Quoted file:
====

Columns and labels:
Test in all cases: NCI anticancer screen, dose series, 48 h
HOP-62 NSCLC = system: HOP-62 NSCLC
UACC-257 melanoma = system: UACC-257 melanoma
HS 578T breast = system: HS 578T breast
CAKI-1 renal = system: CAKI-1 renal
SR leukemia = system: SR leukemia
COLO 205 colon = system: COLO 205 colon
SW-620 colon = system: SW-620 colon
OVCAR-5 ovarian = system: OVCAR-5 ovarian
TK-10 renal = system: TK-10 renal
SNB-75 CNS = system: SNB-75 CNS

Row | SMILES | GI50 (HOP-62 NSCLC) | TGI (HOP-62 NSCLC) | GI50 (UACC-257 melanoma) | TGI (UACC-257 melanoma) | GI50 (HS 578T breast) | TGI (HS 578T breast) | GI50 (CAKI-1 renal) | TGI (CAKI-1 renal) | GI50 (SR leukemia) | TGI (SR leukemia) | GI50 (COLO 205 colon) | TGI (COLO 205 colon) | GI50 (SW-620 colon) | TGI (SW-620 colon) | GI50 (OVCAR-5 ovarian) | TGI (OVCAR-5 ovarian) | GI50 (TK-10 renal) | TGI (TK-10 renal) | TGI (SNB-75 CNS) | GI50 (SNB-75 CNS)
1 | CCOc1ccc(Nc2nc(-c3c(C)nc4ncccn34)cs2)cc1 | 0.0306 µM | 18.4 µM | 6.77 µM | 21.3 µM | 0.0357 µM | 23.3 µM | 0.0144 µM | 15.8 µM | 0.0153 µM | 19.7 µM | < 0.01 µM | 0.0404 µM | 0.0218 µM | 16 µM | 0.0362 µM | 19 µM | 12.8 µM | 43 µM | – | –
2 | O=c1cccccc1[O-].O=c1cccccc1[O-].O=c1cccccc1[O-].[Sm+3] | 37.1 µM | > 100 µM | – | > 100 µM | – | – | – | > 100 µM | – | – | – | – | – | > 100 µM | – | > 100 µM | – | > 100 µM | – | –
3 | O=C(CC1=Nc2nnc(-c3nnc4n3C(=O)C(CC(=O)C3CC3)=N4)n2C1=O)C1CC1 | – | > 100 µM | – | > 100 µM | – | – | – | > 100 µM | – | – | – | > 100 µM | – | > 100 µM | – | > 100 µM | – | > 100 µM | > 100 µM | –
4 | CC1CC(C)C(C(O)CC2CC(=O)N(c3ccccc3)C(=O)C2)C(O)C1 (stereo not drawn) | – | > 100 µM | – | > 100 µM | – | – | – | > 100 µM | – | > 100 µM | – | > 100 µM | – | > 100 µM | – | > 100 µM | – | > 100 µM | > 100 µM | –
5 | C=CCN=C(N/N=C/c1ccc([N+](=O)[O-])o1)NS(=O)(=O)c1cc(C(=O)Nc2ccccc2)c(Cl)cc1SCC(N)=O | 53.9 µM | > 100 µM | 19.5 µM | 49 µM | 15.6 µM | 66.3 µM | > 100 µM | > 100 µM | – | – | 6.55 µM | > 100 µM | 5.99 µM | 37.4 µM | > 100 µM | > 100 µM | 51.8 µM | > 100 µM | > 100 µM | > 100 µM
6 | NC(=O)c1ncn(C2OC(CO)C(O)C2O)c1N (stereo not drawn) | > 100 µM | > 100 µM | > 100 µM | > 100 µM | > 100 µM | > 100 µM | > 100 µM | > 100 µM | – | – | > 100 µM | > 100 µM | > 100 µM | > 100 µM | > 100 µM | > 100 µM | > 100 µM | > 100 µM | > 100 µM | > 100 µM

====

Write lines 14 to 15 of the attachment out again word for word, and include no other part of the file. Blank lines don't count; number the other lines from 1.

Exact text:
1 | CCOc1ccc(Nc2nc(-c3c(C)nc4ncccn34)cs2)cc1 | 0.0306 µM | 18.4 µM | 6.77 µM | 21.3 µM | 0.0357 µM | 23.3 µM | 0.0144 µM | 15.8 µM | 0.0153 µM | 19.7 µM | < 0.01 µM | 0.0404 µM | 0.0218 µM | 16 µM | 0.0362 µM | 19 µM | 12.8 µM | 43 µM | – | –
2 | O=c1cccccc1[O-].O=c1cccccc1[O-].O=c1cccccc1[O-].[Sm+3] | 37.1 µM | > 100 µM | – | > 100 µM | – | – | – | > 100 µM | – | – | – | – | – | > 100 µM | – | > 100 µM | – | > 100 µM | – | –